Meat shortages are coming down the pipes for most of us. Now there are folks out there trying to tell us farms will face similar problems are meat packing plants, which means we as consumers have choices to make. We have to take care of each other if the world is not going to do it for us. We have to turn to our local farmers for produce, and if we are lucky enough to have them, our local butchers and meat packers. Not everything can be bought from these purveyors, but we have the opportunity to reshape our food economy.
We are taking more responsibility for our own nutrition the farther away we get from our old lives. We can't blame the fast pace of our lives anymore while we are all stuck at home. There is no McDonalds on the way home from work when the work is taking place in your living room-- if you're lucky enough to be working at all. We are what we eat now more than ever.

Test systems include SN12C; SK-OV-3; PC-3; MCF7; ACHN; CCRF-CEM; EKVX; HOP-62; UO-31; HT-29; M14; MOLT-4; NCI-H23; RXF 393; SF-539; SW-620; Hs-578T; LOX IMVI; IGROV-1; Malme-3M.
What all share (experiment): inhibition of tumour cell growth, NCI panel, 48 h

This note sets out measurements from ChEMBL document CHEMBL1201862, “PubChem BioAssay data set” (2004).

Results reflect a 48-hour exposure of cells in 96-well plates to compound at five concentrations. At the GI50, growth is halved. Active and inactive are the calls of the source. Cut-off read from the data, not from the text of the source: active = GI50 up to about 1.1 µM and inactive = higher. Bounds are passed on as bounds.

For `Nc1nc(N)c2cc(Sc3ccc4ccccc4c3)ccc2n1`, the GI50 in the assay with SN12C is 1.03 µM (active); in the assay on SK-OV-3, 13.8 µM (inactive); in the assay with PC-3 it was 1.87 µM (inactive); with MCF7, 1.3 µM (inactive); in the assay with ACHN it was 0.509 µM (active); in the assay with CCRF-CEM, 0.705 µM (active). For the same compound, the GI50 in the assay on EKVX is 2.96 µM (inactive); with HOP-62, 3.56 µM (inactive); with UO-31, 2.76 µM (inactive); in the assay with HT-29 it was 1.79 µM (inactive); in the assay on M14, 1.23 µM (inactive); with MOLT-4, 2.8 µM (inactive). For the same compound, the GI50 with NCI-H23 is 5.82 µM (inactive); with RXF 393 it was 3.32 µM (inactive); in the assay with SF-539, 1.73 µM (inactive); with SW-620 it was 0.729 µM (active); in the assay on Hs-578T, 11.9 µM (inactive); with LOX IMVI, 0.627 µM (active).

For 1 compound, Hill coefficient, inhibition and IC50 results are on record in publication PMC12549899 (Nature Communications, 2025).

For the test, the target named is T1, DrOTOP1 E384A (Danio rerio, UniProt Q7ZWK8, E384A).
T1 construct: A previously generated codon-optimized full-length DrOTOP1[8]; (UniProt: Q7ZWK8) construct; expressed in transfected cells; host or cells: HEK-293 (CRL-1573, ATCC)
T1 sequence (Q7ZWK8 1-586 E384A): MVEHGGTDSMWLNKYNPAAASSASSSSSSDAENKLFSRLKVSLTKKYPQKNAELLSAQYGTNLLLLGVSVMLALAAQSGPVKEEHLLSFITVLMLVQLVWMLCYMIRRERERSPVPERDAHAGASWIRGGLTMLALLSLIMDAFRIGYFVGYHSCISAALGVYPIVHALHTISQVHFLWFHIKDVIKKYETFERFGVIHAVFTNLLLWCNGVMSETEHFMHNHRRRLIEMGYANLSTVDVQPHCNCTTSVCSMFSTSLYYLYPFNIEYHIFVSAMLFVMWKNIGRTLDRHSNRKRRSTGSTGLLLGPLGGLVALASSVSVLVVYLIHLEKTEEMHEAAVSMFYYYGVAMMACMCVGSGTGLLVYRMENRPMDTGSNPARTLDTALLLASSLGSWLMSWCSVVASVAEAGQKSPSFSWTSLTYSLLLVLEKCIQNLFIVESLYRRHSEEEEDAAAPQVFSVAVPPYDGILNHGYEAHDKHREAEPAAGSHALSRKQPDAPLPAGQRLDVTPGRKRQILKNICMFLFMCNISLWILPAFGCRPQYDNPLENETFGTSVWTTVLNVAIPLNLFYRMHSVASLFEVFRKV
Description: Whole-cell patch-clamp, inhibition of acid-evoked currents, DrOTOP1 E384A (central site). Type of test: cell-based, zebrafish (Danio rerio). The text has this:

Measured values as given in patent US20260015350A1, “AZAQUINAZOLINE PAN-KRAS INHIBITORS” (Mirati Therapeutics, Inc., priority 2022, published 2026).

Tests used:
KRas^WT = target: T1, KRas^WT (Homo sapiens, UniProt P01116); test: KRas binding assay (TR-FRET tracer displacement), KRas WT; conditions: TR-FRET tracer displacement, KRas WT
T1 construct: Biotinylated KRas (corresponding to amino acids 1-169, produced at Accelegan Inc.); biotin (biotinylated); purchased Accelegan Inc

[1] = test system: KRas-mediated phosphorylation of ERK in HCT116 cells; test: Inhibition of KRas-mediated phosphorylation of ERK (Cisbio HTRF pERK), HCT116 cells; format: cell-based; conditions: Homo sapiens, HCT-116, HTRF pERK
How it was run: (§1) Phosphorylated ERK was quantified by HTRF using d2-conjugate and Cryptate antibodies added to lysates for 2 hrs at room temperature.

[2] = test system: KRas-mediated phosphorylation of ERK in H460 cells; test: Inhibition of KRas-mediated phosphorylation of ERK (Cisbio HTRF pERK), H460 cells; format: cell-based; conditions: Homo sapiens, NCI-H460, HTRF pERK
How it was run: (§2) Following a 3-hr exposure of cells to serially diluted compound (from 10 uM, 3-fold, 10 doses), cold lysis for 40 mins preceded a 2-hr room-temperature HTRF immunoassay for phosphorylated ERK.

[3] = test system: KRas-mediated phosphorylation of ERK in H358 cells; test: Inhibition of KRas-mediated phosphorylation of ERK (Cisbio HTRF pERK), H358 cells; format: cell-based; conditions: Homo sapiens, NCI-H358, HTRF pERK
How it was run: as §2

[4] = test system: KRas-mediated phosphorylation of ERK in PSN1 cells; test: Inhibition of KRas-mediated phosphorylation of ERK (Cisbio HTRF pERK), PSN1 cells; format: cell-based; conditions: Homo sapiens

So let’s take advantage of it together. This is our chance to change the way we eat at home for the better. With enough time, these habits will stick long after we go back to the outside world. COVID-19 has made cooks of us all. It's up to us to choose what we cook and how we cook it.
Last week, the Wisconsin Supreme Court overruled the governor’s stay at home order. For about three hours, bars opened, and then the counties began to issue their own stay at home orders. By Friday night, Brown county rescinded that order. Most restaurants were not prepared to begin opening that weekend, which in most cases was probably the smart idea. But, some of them did open. This is the story of our experience going out to eat on Saturday, May 16, 2020 at the Wisconsin Supper Club staple: The Redwood Inn.